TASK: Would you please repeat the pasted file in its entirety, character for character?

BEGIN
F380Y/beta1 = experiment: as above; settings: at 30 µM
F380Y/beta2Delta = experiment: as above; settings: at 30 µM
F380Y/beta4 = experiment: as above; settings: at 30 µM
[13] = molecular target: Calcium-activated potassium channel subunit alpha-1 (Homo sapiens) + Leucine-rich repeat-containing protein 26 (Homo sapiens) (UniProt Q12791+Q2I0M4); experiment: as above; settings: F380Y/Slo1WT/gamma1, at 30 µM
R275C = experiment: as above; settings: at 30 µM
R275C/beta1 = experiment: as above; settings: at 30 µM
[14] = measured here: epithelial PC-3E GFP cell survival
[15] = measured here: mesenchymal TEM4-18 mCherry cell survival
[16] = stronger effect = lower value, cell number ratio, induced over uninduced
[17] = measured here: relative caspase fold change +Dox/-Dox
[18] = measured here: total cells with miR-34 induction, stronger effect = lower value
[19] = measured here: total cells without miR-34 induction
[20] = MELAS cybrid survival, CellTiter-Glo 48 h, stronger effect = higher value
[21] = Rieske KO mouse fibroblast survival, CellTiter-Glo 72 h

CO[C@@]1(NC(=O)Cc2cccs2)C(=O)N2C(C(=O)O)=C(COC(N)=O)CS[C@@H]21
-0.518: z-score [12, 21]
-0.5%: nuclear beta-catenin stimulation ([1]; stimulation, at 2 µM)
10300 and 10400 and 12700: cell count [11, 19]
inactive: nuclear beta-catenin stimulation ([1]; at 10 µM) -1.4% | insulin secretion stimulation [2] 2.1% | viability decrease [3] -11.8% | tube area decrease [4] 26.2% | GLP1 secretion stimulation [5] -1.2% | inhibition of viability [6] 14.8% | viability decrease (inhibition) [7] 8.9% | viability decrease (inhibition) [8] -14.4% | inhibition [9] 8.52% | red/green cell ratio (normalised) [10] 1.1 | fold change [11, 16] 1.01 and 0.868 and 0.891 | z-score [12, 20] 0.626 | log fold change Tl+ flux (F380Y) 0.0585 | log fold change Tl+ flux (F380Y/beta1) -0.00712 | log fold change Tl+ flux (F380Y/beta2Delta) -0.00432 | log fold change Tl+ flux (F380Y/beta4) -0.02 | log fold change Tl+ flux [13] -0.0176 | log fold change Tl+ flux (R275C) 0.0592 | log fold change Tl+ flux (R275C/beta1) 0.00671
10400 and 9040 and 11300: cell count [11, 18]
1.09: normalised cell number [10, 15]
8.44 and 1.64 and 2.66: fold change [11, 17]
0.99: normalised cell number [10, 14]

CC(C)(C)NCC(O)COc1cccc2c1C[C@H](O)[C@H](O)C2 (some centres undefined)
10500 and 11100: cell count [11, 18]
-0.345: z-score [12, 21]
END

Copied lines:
F380Y/beta1 = experiment: as above; settings: at 30 µM
F380Y/beta2Delta = experiment: as above; settings: at 30 µM
F380Y/beta4 = experiment: as above; settings: at 30 µM
[13] = molecular target: Calcium-activated potassium channel subunit alpha-1 (Homo sapiens) + Leucine-rich repeat-containing protein 26 (Homo sapiens) (UniProt Q12791+Q2I0M4); experiment: as above; settings: F380Y/Slo1WT/gamma1, at 30 µM
R275C = experiment: as above; settings: at 30 µM
R275C/beta1 = experiment: as above; settings: at 30 µM
[14] = measured here: epithelial PC-3E GFP cell survival
[15] = measured here: mesenchymal TEM4-18 mCherry cell survival
[16] = stronger effect = lower value, cell number ratio, induced over uninduced
[17] = measured here: relative caspase fold change +Dox/-Dox
[18] = measured here: total cells with miR-34 induction, stronger effect = lower value
[19] = measured here: total cells without miR-34 induction
[20] = MELAS cybrid survival, CellTiter-Glo 48 h, stronger effect = higher value
[21] = Rieske KO mouse fibroblast survival, CellTiter-Glo 72 h

CO[C@@]1(NC(=O)Cc2cccs2)C(=O)N2C(C(=O)O)=C(COC(N)=O)CS[C@@H]21
-0.518: z-score [12, 21]
-0.5%: nuclear beta-catenin stimulation ([1]; stimulation, at 2 µM)
10300 and 10400 and 12700: cell count [11, 19]
inactive: nuclear beta-catenin stimulation ([1]; at 10 µM) -1.4% | insulin secretion stimulation [2] 2.1% | viability decrease [3] -11.8% | tube area decrease [4] 26.2% | GLP1 secretion stimulation [5] -1.2% | inhibition of viability [6] 14.8% | viability decrease (inhibition) [7] 8.9% | viability decrease (inhibition) [8] -14.4% | inhibition [9] 8.52% | red/green cell ratio (normalised) [10] 1.1 | fold change [11, 16] 1.01 and 0.868 and 0.891 | z-score [12, 20] 0.626 | log fold change Tl+ flux (F380Y) 0.0585 | log fold change Tl+ flux (F380Y/beta1) -0.00712 | log fold change Tl+ flux (F380Y/beta2Delta) -0.00432 | log fold change Tl+ flux (F380Y/beta4) -0.02 | log fold change Tl+ flux [13] -0.0176 | log fold change Tl+ flux (R275C) 0.0592 | log fold change Tl+ flux (R275C/beta1) 0.00671
10400 and 9040 and 11300: cell count [11, 18]
1.09: normalised cell number [10, 15]
8.44 and 1.64 and 2.66: fold change [11, 17]
0.99: normalised cell number [10, 14]

CC(C)(C)NCC(O)COc1cccc2c1C[C@H](O)[C@H](O)C2 (some centres undefined)
10500 and 11100: cell count [11, 18]
-0.345: z-score [12, 21]